I rode behind these guys for a couple K. I was fun watching them weave through and around traffic, motorcycles, bicycles two-up and cars. These moto riders in the DR are so good!
I check my position often here, the trail does not look right, but this time it is, many others times today is is not.
This route takes me through the lower foothills with less mud.
Back to the same river I crossed earlier but at a different crossing. it looked narrower on the map :|
I wait for these two to cross so I don’t splash anyone and so I can pick the line I want.
One more. I knew my return route would include an extra water crossing but the map shows this is a more main route, so I thought it would be an easier crossing and was.
Back to base camp. Almost five hours of riding standing on the pegs as much as possible. I experienced all the riding conditions I don't have at home, steep rocky climbs, long sections of deep mud and deep underwater rock field crossings. My legs are completely toast and I feel shot, win win, what a great ride!
I hope you are enjoying the Dominican Republic ‘Baja’ motorcycle training adventure
So here we go! A few more pics of the island Baja training:
Cavegirl and I went out on a few overnight rides. No photos we took came close to what we have done in the past. We discovered our once ‘undiscovered’ fabulous beach destinations have been discovered, complete with regulated parking (no more just riding onto the beach and parking under a palm tree) and trinket sales people pestering everyone who was on the beach. Other places like Samana, one of our favorits felt unsafe. So nothing to report there but some nice rides and good food.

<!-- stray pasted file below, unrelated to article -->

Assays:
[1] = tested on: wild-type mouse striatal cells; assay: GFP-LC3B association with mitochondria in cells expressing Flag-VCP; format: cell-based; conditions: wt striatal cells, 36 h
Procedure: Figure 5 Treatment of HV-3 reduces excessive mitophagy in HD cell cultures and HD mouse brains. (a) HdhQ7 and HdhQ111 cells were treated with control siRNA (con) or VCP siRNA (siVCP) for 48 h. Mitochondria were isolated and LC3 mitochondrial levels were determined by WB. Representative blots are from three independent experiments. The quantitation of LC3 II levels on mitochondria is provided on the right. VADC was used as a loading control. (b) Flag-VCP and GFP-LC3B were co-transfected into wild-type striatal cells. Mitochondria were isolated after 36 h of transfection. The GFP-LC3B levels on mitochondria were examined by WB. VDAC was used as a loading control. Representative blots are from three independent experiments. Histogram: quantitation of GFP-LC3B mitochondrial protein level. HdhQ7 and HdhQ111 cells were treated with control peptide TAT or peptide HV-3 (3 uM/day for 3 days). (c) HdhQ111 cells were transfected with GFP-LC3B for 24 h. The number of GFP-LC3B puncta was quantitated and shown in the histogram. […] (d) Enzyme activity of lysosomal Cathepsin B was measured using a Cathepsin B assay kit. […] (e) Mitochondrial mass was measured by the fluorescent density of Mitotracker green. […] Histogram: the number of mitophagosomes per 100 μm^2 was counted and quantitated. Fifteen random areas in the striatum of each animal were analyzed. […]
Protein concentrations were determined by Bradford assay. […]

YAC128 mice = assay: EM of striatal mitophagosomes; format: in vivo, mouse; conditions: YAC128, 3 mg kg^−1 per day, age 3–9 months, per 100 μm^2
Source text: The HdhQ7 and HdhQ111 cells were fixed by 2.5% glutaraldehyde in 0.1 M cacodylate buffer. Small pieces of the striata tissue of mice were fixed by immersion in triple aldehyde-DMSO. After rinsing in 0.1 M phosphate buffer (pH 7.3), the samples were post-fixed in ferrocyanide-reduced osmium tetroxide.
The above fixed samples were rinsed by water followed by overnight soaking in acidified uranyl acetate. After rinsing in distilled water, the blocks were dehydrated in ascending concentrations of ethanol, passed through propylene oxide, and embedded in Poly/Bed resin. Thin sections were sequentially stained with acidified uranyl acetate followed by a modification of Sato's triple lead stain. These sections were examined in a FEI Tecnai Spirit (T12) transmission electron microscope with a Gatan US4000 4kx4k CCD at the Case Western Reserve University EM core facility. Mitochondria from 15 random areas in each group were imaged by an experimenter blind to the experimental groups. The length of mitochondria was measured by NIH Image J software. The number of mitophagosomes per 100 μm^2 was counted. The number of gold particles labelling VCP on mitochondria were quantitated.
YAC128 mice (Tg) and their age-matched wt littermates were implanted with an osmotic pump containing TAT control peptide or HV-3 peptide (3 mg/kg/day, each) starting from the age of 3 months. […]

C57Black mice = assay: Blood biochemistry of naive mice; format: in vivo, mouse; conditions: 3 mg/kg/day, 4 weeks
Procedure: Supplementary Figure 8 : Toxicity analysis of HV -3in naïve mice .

I managed a few more overnight rides into the mountains and around the island.
This one village I noticed everyone standing around with their buckets. Then I see this water truck. ??? must have a water issue here.
In the middle of nowhere there is some great Dominican to find, and the family atmosphere is great. Here a family of 8 came in and sat with me, grandmother to grandkids.
I searched out some trails I’ve never done, mainly because I could never find the start. But now with my Android phone and the Dominican Republic maps app (which is unreal detailed) I can find anything.,
Starting up into the Central mountains.
I read about this in the guide book park (parque) it suggested using a military vehicle. After reading that I had to try it!
I like it.
I like it A Lot!
At the official gate I needed to pay 150RD, about three bucks. I think the guy was glad I didn’t ask for a stamp or receipt or anything…
There is a primitive camping area set aside. I am prepared to camp but it’s a little early so I push on.